"I don't know (how she managed)," said Workman. "The Lord just made a way."
Joyce Virgil, who is married and has a 16-year-old daughter, said Twyman found her at the old D.C.Junior Village, a home for abandoned and mistreated children, when she was 3 years old. Her mother was in St. Elizabeths Hospital and there was no one to care for her. "She was a mother to me," Virgil said.
"She took my three sisters and brother and raised us all," said 32-year old Jacqueline Davis, who was taken in by Twyman at the age of 6. She said her mother couldn't afford to take care of them.
Besides caring for children, Twyman took in adults who had no place to live. At the time of the fire an elderly man and woman were rooming in her basement.
There were six people in the house at 228 10th St. SE when the fire started about 7 p.m. on Friday. Twyman, who was in a front bedroom on the second floor, was the only person upstaris. Everyone else escaped uninjured.
The fire, whose cause is undetermined, started in the kitchen area in the rear of the house.
Twyman called for Nathan Davis, who was downstairs, but the flames were too high in the stairway for him to reach her.
Davis and one of the younger people who lived with Twyman ran to a neighbor's house to call the fire department.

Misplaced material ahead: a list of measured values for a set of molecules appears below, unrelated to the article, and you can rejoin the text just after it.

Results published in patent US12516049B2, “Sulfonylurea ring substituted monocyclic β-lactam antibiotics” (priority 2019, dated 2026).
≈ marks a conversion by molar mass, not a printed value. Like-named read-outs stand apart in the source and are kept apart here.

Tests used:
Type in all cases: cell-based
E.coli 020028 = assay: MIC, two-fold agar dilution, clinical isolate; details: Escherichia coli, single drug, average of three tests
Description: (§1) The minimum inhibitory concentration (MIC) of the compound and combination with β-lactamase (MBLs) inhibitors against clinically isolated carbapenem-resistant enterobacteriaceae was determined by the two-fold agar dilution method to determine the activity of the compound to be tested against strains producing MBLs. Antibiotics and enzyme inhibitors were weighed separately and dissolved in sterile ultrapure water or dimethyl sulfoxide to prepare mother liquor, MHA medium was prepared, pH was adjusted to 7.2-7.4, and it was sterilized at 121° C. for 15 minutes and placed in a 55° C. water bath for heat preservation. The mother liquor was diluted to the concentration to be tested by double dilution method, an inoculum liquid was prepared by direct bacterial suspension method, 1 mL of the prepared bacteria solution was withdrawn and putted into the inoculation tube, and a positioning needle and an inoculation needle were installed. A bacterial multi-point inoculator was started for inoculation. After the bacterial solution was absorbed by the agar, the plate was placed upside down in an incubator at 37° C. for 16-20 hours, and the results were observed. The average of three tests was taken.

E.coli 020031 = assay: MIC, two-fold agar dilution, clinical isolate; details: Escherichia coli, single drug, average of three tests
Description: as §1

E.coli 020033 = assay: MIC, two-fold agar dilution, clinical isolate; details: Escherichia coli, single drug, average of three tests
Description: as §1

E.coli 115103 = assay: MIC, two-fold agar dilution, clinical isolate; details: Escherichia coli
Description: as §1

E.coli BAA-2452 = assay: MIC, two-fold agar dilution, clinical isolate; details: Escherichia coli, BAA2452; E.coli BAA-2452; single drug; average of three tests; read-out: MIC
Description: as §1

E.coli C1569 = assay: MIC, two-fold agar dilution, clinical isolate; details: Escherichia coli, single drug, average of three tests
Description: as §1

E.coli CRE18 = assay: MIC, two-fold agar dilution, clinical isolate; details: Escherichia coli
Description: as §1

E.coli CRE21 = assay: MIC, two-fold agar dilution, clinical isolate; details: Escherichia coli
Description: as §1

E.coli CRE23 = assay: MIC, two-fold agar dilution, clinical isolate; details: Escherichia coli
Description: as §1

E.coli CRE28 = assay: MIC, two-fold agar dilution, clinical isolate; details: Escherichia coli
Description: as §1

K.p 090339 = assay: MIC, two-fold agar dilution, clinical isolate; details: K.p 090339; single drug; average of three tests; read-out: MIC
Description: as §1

When the first fire trucks arrived, flames and smoke were gushing out of the rear first and second-floor windows. Witnesses reported hearing an explosion.
Relatives said the explosion was more than likely an oxygen respirator that was in a back bedroom on the second floor just above the kitchen. The respirator belonged to William Snowden, who suffers from emphysema. The 76-year-old Snowden was in the hospital at the time of the fire.
Relatives and friends said the fire probably spread so rapidly because of the oxygen.
Twyman was trapped. She died of smoke inhalation.
Delores Star said she was enroute to her mother's Southeast Washington home when the fire occurred. She was taking her 3-year-old grandson for his regular weekend visit with Twyman.